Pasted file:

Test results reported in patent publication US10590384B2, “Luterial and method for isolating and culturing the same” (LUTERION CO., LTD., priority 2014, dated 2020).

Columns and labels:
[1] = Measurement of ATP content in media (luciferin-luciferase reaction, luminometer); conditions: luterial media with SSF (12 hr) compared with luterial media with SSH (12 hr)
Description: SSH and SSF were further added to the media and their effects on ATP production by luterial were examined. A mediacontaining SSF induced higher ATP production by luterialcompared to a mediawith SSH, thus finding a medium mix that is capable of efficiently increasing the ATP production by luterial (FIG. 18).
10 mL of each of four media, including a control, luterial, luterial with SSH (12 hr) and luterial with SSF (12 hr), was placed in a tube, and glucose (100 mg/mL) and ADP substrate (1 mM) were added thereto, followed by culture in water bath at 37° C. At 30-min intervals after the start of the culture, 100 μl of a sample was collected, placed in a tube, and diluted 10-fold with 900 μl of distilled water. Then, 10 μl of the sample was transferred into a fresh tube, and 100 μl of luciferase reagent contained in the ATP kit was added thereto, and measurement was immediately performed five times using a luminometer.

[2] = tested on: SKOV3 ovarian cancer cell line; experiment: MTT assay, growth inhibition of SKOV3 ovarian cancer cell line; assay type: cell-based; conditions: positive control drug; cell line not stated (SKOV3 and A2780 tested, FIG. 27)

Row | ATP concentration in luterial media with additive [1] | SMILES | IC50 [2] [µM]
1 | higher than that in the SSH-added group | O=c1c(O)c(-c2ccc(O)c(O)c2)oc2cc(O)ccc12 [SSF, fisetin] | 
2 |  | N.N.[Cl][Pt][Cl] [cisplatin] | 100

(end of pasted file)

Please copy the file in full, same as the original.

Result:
Test results reported in patent publication US10590384B2, “Luterial and method for isolating and culturing the same” (LUTERION CO., LTD., priority 2014, dated 2020).

Columns and labels:
[1] = Measurement of ATP content in media (luciferin-luciferase reaction, luminometer); conditions: luterial media with SSF (12 hr) compared with luterial media with SSH (12 hr)
Description: SSH and SSF were further added to the media and their effects on ATP production by luterial were examined. A mediacontaining SSF induced higher ATP production by luterialcompared to a mediawith SSH, thus finding a medium mix that is capable of efficiently increasing the ATP production by luterial (FIG. 18).
10 mL of each of four media, including a control, luterial, luterial with SSH (12 hr) and luterial with SSF (12 hr), was placed in a tube, and glucose (100 mg/mL) and ADP substrate (1 mM) were added thereto, followed by culture in water bath at 37° C. At 30-min intervals after the start of the culture, 100 μl of a sample was collected, placed in a tube, and diluted 10-fold with 900 μl of distilled water. Then, 10 μl of the sample was transferred into a fresh tube, and 100 μl of luciferase reagent contained in the ATP kit was added thereto, and measurement was immediately performed five times using a luminometer.

[2] = tested on: SKOV3 ovarian cancer cell line; experiment: MTT assay, growth inhibition of SKOV3 ovarian cancer cell line; assay type: cell-based; conditions: positive control drug; cell line not stated (SKOV3 and A2780 tested, FIG. 27)

Row | ATP concentration in luterial media with additive [1] | SMILES | IC50 [2] [µM]
1 | higher than that in the SSH-added group | O=c1c(O)c(-c2ccc(O)c(O)c2)oc2cc(O)ccc12 [SSF, fisetin] | 
2 |  | N.N.[Cl][Pt][Cl] [cisplatin] | 100